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The Changes and Challenges: Helping Your Child Through Puberty

Tuesday, September 27, 2016 8:07 AM

Puberty can be a challenging time for both parents and children. Puberty is a normal phase of childhood but parents are often unprepared for the changes that occur. In addition, many parents are uncomfortable talking about puberty and may also be worried about what is or is not normal. 


Rebecca Malik, MD, Family Physician at NorthShore, has worked with children and teens extensively, formerly in an adolescent sexual health center and currently seeing many children and teens in her practice. Also, she is anticipating this phase in her own children who are now six and eight and thus has a keen personal interest.  Recently, she sat down with us to answer questions and share her insights:

When should I expect my child to enter puberty?
Although there is a wide range of normal ages, girls typically begin the process of puberty at ages 10-11 and boys at ages 11–12. Girls usually complete puberty by ages 15–17 while boys usually complete puberty by ages 16–17.

What body changes should I expect in my child?


  • Breast development is typically the first physical sign of puberty in girls.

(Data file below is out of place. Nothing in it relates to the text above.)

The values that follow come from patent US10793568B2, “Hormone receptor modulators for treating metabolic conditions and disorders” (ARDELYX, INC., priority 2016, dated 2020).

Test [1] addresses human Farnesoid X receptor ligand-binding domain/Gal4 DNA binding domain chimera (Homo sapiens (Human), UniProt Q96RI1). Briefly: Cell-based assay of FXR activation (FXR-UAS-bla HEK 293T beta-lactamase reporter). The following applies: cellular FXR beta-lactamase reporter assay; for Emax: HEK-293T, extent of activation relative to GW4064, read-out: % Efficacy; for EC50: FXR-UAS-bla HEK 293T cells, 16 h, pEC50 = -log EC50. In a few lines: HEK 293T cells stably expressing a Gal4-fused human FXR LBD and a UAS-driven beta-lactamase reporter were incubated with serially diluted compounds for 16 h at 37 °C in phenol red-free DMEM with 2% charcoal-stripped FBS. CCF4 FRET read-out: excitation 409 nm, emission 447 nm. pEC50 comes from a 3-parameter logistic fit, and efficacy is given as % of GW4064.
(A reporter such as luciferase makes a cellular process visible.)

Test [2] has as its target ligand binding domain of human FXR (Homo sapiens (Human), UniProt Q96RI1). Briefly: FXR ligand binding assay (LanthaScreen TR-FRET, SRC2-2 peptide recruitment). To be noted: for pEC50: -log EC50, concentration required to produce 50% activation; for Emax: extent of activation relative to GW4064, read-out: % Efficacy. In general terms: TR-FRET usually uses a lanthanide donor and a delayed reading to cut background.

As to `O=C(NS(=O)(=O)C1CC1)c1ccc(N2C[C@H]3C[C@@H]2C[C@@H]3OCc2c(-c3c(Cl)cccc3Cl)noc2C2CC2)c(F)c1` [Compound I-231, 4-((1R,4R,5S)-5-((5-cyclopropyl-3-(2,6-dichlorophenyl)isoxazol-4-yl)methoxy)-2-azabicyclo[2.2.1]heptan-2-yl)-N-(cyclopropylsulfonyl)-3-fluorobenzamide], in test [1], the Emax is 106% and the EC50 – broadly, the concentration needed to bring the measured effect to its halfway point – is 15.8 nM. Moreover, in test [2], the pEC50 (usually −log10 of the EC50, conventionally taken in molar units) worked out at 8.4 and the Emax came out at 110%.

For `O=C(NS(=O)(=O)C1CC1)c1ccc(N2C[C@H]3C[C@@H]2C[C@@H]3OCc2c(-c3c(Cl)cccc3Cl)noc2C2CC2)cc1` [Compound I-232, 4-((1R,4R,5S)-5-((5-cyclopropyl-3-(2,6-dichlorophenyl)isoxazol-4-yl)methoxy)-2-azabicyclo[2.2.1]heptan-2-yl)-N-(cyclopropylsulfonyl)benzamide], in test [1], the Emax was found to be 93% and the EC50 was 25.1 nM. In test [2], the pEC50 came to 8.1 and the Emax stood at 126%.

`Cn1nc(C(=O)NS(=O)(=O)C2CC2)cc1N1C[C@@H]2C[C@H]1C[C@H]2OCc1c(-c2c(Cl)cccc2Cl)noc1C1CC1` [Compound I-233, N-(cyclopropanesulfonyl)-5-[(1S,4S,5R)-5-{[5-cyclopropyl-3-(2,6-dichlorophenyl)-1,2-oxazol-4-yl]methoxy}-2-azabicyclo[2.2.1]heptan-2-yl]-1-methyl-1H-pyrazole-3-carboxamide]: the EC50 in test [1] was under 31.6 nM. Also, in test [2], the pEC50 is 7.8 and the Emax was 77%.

• Pubic hair is often the second noticeable change in puberty usually within a few months of breast development. 
  • Menstruation typically occurs about two years after breast development.  Girls on average will start their periods around 12.5 years of age in the United States. A high proportion of girls will have irregularity in the menstrual cycle for months. If your daughter has not begun menstruation by age 16 bring her in for a well child check-up. 

How do I talk to my daughter about her period?
Make her first period less daunting by talking about it before it starts. Let her know:

  1. A period is normal and nothing to be afraid of.
  2. The time it starts can vary and that is normal.
  3. To be prepared as it may come without warning.
  4. How to use feminine products.
  5. How to manage cramps.
  6. She can talk to you about her period.


  • Testicular and penis growth is the first sign of puberty in boys.